Mail, groceries, and takeout: How to be sanitary with the stuff you’re bringing into your home
It can be overwhelming to sort through sometimes conflicting and often confusing information about cleaning and disinfecting as it relates to the spread of the coronavirus. Should you disinfect your groceries? The mail? What about packages and delivery items? We have answers.
First, some basics: According to the Centers for Disease Control and Prevention (CDC), the virus “is thought to spread mainly from person-to-person.” It cites two primary forms of transmission: “Between people who are in close contact with one another (within about 6 feet) [and] through respiratory droplets produced when an infected person coughs or sneezes. These droplets can land in the mouths or noses of people who are nearby or possibly be inhaled into the lungs.”
This is why experts recommend social distancing, hand washing, and regularly sanitizing high-touch areas as the best measures to prevent the spread of coronavirus. My previous advice stands: Keep it simple and be diligent.
But “high-touch areas,” what are those? Things and places we touch frequently. They include:
Doorknobs and handles
Handles on furniture and appliances
Tables, desks, and hard-backed chairs
Faucets and sinks
Toiletries and makeup
Hand and dish towels
Handbags, tote bags, laptop bags, etc
It is unreasonable to expect everyone to fully disinfect their home and car each day — but there is a reasonable amount of disinfecting one can do and, therefore, experts recommend that you focus your efforts on high-touch areas. Why? High-touch areas pose a higher risk of transmission since they’re the ones that you’re most likely to have contact with immediately before touching your face, or that you’re likely to touch after you’ve coughed or sneezed but before you’re able to wash your hands.
High-touch areas should be cleaned and disinfected regularly with a product appropriate for the material or surface type that is included on the Environmental Protection Agency’s (EPA) list of Disinfectants for Use Against SARS-CoV-2.
With that said, however, it’s understandable that there is still confusion and fear around the handling of items from outside the home, like groceries, mail, and delivery items. Here’s what you should know.
When it comes to concerns about coronavirus transmission via food and food packaging, the news is good: It is a low risk. In fact, the biggest grocery-related risk is contact with others and with high-touch areas like shopping carts and basket handles, so it is important to practice appropriate social distancing while in the grocery store, to avoid touching your face while shopping, and to wash your hands thoroughly when you return home from the market.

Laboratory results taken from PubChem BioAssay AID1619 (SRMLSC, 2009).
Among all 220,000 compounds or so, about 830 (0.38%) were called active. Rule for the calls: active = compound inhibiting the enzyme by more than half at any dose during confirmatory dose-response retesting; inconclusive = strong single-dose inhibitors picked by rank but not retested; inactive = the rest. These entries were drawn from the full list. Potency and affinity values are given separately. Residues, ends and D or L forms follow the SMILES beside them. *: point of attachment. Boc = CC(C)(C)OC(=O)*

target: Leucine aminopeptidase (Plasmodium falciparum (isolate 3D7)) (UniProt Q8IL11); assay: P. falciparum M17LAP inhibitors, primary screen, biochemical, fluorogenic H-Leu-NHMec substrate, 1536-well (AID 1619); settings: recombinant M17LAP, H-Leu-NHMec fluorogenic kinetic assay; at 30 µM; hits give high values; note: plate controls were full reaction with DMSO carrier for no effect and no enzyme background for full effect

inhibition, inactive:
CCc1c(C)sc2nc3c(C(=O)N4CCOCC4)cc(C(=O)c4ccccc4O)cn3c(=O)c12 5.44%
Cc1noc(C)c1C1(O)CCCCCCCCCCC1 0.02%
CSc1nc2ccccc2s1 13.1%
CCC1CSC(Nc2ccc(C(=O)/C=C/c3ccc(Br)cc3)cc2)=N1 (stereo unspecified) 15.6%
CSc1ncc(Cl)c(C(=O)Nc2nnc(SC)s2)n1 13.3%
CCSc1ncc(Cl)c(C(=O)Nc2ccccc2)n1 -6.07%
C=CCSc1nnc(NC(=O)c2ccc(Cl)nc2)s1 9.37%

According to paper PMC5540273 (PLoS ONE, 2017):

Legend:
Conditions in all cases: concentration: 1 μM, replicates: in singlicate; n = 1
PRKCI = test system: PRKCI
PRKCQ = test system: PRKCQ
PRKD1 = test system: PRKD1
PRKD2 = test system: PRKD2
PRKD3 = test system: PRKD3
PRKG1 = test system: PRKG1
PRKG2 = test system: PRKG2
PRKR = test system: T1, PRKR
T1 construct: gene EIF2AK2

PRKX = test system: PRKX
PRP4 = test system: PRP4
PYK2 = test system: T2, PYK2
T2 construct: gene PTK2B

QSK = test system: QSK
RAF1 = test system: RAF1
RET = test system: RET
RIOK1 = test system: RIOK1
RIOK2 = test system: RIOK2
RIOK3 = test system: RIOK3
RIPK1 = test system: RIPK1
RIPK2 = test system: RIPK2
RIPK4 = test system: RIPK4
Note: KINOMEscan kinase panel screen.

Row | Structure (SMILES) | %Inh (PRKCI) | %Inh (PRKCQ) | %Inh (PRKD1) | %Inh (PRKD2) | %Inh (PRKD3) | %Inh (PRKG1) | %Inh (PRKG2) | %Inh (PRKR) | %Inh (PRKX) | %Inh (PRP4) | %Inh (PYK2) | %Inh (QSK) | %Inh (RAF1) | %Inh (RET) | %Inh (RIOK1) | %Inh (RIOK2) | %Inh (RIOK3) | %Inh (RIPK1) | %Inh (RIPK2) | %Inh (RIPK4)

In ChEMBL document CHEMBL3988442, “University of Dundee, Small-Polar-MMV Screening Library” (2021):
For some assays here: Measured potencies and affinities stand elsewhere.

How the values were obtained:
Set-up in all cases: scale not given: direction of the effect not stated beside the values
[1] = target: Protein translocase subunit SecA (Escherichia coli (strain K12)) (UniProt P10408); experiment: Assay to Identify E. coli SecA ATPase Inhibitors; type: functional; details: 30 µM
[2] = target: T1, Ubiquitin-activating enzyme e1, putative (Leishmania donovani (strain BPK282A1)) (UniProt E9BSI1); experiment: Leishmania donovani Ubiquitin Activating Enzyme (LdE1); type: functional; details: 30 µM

The US Food & Drug Administration’s (FDA) guidelines on food safety and coronavirus do not include the disinfecting of perishable and non-perishable grocery items. In a statement on March 24, Frank Yiannas, the FDA’s deputy commissioner for food policy and response, said, “There is no evidence of human or animal food or food packaging being associated with transmission of the coronavirus that causes Covid-19.” (The FDA notes that “it may be possible that a person can get Covid-19 by touching a surface or object that has the virus on it and then touching their mouth, nose, or possibly their eyes, but this is not thought to be the main way the virus spreads.”)
Don Schaffner, a professor of food microbiology at Rutgers School of Environmental and Biological Sciences and host of the podcasts Food Safety Talk and Risky or Not?, echoed the FDA’s recommendations regarding food handling. “I am not recommending disinfecting your groceries. This seems like being overly cautious. We don’t know of any cases of Covid-19 transmitted by food, nor of any cases transmitted by food packaging.”
Schaffner does, however, recommend washing your hands after returning from the grocery store, after putting groceries away, and before eating.
Perishables do not need to be disinfected prior to use, according to Schaffner, but fresh produce should always be washed in water. “I absolutely do not recommend soap. Soap is designed for use on dishes or hands. Accidentally ingesting soap can cause nausea, vomiting, and diarrhea.”
He recommends focusing on cleaning and sanitizing hands, and cautions against using products like bleach or Lysol on food: “Lysol is designed for surfaces and not food, so if you sprayed it on a tomato or cucumber it might be toxic and make the food taste terrible. Bleach can damage your hands, mouth, carpets, etc., so I worry about consequences from using it to manage a negligible risk.”